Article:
other under simulated conditions that bring their particular traits
into stark contrast!
In a simulated voyage, the visitor carries a sample group of his
or her creatures from the planet and star where they emerged, conveying
them toward the grand testing arena. In the full scale
Version A of the Exorarium, this journey is physical
as the visitor descends down a spiral ramp resembling arms of a
galaxy. In the more compact Version B, this voyage is
virtual, consisting of a rapid swoop of onscreen images. (See descriptions
of Version A and Version B, below.)
Whether the journey is physical or virtual, a voice intones along
“Down, deep within the galactic core, there awaits the testing ground,
where candidate species come to see what they are made of. Do yours
have what it takes? (and so on…)”As we approach the star-filled galactic
center, a gigantic virtual space station appears in view, featuring
dozens of domes, each one containing a separate environment. (Envision
the domed habitats of the film Silent Running, only vastly larger,
some featuring chlorine atmospheres or filled with water.) Depending
on the nature of the arriving species, one habitat rotates into view
– soon filling the screen of Version B, or the entire dome of Version
Virtual creatures from the new species are set loose in this new
environment, to play with (or possibly against) either house-generated
denizens or other visitor-generated candidates!
Yes, this will have many aspects of an online game. Indeed, commercial
possibilities for home and online versions are riveting! But there
can be much more. Ideally, the Exorarium will have its own simulated,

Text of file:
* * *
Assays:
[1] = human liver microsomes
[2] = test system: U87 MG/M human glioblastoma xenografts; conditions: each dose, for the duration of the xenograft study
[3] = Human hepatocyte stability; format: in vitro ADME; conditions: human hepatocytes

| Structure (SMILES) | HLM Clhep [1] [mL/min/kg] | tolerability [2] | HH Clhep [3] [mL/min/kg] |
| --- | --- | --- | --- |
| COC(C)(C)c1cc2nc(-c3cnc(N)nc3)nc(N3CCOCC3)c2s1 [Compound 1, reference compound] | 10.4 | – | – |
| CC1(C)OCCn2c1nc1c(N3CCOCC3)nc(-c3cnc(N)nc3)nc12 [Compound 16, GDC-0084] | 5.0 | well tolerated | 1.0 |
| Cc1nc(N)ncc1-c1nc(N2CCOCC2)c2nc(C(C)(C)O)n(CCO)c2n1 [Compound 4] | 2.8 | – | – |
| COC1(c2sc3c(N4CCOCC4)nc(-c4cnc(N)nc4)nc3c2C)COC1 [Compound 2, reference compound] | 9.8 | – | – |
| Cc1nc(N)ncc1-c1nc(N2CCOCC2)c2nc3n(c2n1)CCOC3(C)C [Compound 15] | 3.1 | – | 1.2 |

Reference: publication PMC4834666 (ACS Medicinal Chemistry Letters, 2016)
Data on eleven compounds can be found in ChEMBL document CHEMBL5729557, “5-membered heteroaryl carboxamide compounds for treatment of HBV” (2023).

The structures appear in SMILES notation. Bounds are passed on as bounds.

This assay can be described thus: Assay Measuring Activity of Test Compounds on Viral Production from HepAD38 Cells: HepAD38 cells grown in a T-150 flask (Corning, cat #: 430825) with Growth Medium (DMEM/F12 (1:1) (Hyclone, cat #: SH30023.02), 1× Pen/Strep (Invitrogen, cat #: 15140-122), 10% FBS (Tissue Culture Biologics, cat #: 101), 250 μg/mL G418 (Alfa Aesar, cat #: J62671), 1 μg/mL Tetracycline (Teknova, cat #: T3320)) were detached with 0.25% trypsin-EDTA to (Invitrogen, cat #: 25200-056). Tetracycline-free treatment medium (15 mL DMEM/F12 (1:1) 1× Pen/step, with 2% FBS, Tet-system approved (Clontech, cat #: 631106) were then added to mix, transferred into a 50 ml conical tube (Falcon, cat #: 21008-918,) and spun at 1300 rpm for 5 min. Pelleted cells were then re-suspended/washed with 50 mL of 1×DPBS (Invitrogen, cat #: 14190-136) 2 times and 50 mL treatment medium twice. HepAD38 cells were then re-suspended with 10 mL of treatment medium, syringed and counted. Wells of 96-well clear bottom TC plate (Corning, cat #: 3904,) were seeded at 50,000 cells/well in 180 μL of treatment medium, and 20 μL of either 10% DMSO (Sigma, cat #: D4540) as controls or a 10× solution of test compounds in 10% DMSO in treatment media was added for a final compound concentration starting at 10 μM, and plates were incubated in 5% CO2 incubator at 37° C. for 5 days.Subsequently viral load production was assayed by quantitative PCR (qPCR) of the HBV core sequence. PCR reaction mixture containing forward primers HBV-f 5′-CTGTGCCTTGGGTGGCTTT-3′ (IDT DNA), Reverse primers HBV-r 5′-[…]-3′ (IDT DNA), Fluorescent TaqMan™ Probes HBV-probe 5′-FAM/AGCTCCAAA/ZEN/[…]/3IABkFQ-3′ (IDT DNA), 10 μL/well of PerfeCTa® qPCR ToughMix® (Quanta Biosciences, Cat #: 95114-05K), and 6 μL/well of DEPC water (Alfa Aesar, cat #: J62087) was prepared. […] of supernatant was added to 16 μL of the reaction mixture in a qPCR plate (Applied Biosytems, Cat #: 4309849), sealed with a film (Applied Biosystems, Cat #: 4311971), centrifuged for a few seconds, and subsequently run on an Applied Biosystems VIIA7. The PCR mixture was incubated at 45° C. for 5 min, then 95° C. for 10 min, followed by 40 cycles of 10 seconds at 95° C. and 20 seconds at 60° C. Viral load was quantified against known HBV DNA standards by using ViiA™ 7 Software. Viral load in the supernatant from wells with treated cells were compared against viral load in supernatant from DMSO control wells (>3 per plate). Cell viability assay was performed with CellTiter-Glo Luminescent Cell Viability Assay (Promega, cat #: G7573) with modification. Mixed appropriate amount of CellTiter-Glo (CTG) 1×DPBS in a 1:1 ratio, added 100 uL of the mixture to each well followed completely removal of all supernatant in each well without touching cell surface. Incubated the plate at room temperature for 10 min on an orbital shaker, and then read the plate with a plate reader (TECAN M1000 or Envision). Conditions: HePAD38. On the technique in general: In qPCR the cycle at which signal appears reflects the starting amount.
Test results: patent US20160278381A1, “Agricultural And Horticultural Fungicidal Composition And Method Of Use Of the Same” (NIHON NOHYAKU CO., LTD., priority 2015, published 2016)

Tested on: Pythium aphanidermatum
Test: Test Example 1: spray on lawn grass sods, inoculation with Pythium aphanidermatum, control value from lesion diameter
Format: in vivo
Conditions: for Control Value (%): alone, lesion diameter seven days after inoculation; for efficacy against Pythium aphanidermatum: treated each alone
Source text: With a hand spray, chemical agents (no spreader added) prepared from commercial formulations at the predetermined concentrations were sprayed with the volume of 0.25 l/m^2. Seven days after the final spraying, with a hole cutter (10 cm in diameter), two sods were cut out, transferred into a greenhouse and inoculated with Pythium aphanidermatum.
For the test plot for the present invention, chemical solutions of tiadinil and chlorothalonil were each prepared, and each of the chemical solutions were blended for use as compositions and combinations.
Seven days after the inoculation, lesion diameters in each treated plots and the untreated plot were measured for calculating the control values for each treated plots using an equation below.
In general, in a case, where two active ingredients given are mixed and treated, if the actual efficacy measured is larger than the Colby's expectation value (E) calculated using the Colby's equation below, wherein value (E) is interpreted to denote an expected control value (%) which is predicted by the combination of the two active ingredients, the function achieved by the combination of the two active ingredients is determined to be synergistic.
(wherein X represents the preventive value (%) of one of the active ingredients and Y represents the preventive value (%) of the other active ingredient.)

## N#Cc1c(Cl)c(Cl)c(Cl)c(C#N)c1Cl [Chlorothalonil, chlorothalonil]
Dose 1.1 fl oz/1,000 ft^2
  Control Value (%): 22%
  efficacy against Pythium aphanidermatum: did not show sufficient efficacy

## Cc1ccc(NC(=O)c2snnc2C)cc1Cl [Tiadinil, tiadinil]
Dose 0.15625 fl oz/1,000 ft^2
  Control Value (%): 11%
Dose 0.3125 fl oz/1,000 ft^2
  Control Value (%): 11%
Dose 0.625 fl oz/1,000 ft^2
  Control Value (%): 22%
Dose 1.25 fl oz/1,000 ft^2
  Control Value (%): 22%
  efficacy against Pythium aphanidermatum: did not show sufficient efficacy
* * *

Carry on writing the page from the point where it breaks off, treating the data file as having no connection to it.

homeostatic ecosystem. (This is in reach of current technology.)
Creatures who enter will take from or add to the system. They may
form a new balance … or else force it out of whack, to a premature
end. The prize sought by each species may be something crude –
such as victory in combat…
… or it may keep with the theme of the earlier stages – learning
and intellectual adventure – as the species unveils its own nature
in a process of self-discovery that reveals even more about science.
Of course, among these species may be included variations on
The Exorarium can take different physical forms. In “Version
A” - a large scale implementation - visitors who have aliens
in play will sit around the edge of a dome-like terrarium, looking
into the simulated world. The Terrarium itself consists of a large
rear projection onto a domed screen inside a clear hemispherical
container. The curvature of the screen both gives a sense of dimensionality
and allows for multiple perspective views – each a ‘godlike’ viewpoint
onto a created world. Observers overlook from behind or above.
The global view of the terrarium can be controlled by the whole
group of users, possibly zooming in to different parts of the globe,
“checking up” on the creatures that have been set loose in this
arena, selecting particular creations, learning their history or
following their development. One option is that the process of
controlling the overall view depends on consensus choices of the